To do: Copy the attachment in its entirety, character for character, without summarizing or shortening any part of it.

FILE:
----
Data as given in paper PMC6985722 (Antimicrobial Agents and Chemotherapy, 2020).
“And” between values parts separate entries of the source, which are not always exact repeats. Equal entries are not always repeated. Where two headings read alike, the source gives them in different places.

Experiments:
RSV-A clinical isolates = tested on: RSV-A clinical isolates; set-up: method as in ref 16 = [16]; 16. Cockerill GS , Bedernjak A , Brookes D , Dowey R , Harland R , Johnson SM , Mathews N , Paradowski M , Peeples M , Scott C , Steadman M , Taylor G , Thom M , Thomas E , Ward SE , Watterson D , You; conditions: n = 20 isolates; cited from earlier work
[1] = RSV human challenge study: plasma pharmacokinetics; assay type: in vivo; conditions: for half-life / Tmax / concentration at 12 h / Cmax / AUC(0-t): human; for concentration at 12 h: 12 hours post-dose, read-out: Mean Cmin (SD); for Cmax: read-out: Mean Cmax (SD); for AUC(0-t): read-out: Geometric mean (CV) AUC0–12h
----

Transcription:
Data as given in paper PMC6985722 (Antimicrobial Agents and Chemotherapy, 2020).
“And” between values parts separate entries of the source, which are not always exact repeats. Equal entries are not always repeated. Where two headings read alike, the source gives them in different places.

Experiments:
RSV-A clinical isolates = tested on: RSV-A clinical isolates; set-up: method as in ref 16 = [16]; 16. Cockerill GS , Bedernjak A , Brookes D , Dowey R , Harland R , Johnson SM , Mathews N , Paradowski M , Peeples M , Scott C , Steadman M , Taylor G , Thom M , Thomas E , Ward SE , Watterson D , You; conditions: n = 20 isolates; cited from earlier work
[1] = RSV human challenge study: plasma pharmacokinetics; assay type: in vivo; conditions: for half-life / Tmax / concentration at 12 h / Cmax / AUC(0-t): human; for concentration at 12 h: 12 hours post-dose, read-out: Mean Cmin (SD); for Cmax: read-out: Mean Cmax (SD); for AUC(0-t): read-out: Geometric mean (CV) AUC0–12h